Quinns: Ever since I first squeaked about Sushi Go in my 2015 Corner Awards (and dust off your tux, because I’ll be publishing the 2016 Corner Awards any week now) this little game has become loved by my friends. Throughout this year, at the end of a game night when everyone has the happy-sleepy feeling that comes from digesting two drinks and a big game, and I can’t be bothered teaching Mundus Novus, Sushi Go makes a natural end point for the evening.
More specifically, it’s Sushi Go Party! that we play. This is the enlargened, deluxe-ified version of Sushi Go! that offers all sorts of new takeout boxes, rueful rolls and playful puddings for you to experiment with, as well adding a board and little soy sauce score-trackers. The original Sushi Go was a delicious-looking package, but Party is positively mouthwatering.
But here’s the thing. I’m not sure Sushi Go Party! is as good as other simple, small-box classics you might end a night with, games like Welcome to the Dungeon, Incan Gold or Parade. So why do I keep playing it… ?
It’s a frosty Wednesday, I have a hot cup of coffee and I’m feeling optimistic. Let’s go deep on this one.
So, how do you play Sushi Go? “Very easily,” for a start.
Players sit around a table and each of you is dealt a hand of cards depicting sushi rolls, tempura, wasabi and so on. Importantly, all of these snacks score points in different ways. Maki rolls give 4 points to the player who gets the most. One tempura card is useless, but a pair of tempura cards is worth 5 points. Each little nigiri card scores between 1 and 3 points, but this can be tripled by wasabi card.
What happens next? Why, you all start snatching sushi off this imaginary conveyor belt.
Each player picks a card, simultaneously reveals what they chose and passes the remaining cards clockwise. As you do this the hands you’re passing around and around will get worse and worse, and eventually the round will end with everyone apologetically giving something useless (or even harmful!) to their neighbour. This mechanic is called “drafting” and it appears in lots of games, most recently in the fantastic Inis.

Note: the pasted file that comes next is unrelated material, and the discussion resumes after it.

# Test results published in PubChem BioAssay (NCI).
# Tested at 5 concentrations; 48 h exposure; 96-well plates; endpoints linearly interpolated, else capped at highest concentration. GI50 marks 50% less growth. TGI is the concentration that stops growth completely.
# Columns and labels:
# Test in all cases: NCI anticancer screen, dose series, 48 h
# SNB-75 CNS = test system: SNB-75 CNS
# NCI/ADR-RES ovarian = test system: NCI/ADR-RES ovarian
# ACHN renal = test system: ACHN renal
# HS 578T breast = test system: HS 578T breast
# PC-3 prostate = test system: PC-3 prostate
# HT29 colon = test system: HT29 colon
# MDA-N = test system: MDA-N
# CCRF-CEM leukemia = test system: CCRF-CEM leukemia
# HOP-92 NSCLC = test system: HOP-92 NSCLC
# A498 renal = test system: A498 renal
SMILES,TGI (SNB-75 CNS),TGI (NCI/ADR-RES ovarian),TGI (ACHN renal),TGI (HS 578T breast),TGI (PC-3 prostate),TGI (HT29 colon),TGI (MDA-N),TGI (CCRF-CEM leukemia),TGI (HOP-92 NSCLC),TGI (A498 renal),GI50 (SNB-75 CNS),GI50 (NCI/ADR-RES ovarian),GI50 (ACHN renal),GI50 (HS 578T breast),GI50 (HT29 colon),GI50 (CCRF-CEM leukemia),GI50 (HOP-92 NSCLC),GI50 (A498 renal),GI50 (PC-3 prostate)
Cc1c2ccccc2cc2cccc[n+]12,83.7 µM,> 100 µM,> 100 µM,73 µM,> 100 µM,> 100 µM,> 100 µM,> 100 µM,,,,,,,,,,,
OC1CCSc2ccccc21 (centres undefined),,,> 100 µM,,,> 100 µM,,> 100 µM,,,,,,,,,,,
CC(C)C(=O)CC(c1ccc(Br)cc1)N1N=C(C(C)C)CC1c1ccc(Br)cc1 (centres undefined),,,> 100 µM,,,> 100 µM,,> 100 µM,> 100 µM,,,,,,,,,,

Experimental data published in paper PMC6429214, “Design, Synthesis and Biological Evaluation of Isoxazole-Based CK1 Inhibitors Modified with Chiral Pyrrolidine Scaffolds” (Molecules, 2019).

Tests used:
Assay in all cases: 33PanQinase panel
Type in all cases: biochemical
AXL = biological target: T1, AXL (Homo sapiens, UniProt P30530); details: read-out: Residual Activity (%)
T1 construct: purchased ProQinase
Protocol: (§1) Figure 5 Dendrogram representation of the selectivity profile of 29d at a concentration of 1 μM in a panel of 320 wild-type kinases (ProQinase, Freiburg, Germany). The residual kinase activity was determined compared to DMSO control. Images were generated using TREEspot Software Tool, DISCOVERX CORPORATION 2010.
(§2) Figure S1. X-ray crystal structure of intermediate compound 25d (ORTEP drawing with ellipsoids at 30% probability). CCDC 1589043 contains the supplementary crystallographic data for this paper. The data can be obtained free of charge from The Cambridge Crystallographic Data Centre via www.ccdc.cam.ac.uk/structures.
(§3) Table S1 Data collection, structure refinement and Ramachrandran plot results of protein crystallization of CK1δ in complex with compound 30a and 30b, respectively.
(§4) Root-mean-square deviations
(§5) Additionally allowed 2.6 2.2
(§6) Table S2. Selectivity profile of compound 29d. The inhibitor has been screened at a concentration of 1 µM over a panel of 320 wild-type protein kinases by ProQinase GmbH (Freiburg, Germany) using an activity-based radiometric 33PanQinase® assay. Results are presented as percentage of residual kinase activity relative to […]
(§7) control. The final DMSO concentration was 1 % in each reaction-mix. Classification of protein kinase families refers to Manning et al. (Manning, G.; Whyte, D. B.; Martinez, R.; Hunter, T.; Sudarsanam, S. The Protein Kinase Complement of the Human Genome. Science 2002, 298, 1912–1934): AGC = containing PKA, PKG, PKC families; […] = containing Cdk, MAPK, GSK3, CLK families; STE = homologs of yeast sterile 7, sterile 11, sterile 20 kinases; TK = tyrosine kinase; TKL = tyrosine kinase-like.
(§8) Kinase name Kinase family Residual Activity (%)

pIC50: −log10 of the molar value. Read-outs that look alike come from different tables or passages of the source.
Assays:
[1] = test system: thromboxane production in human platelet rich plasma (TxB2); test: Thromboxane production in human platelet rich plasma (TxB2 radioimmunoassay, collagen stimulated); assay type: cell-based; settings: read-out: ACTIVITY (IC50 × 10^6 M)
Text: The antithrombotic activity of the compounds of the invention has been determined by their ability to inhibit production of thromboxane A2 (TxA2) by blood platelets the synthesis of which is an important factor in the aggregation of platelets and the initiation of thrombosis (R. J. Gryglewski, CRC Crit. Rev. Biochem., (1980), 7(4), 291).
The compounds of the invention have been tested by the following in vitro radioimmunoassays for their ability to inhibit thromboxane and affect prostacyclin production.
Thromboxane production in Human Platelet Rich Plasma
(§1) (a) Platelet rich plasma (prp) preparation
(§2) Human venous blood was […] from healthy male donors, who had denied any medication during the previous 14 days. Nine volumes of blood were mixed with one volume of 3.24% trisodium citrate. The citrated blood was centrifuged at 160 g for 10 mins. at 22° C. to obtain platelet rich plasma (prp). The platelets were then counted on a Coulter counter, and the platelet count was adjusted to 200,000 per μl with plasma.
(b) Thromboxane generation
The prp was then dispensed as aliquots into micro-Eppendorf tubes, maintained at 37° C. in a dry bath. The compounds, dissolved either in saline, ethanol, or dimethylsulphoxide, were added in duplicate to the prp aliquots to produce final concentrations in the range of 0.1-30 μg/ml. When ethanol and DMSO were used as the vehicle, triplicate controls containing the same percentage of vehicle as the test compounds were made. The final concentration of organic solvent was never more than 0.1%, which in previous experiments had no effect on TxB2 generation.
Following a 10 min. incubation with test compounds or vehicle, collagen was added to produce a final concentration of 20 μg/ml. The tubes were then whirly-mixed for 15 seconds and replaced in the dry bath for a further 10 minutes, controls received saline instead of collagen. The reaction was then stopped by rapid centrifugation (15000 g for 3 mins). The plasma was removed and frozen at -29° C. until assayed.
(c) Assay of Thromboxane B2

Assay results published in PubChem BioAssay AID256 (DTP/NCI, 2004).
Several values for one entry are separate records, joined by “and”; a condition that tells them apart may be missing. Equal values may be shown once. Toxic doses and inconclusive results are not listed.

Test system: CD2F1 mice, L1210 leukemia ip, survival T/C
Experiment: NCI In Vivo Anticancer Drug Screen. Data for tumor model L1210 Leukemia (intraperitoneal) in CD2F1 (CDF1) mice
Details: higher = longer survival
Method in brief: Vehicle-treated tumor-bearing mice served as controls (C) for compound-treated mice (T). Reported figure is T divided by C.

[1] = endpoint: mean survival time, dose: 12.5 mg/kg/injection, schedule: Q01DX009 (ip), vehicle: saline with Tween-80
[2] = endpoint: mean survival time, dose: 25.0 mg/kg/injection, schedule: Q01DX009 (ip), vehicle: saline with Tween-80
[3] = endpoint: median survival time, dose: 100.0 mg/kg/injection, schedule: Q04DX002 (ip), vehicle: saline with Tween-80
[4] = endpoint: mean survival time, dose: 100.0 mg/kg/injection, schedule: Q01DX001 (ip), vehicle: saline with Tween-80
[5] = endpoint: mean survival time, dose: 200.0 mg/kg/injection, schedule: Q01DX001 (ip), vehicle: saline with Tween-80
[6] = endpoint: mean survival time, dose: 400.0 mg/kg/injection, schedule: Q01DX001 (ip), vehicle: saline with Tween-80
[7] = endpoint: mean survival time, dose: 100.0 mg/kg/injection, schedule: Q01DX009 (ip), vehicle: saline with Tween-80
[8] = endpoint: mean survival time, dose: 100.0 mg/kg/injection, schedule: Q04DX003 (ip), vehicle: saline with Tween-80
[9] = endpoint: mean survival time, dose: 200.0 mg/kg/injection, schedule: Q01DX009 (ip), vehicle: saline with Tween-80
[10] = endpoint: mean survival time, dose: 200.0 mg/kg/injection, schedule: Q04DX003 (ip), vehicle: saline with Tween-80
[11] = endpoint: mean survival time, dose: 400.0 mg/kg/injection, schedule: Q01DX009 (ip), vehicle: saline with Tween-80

So that’s one round finished. After noting your score you re-shuffle the deck and go again! Once you’re done you do it a third time, although on this last round any dessert cards you’ve been collecting throughout the game are finally scored, giving the status quo a firm, sugary shove.
And that’s it! After just 15 minutes of tough decisions and schadenfreude you have your winner, as well as a table-full of other players ruefully wondering why all you greedy bastards used all the wasabi.
Sushi Go isn’t the most complex or inventive game in the world, but it’s fast, beautiful and plenty entertaining.
Drafting cards is a mix of calculation and luck, but you can’t help mixing thought into that luck, as if you were stirring sediment up from the bottom of a bowl of miso soup.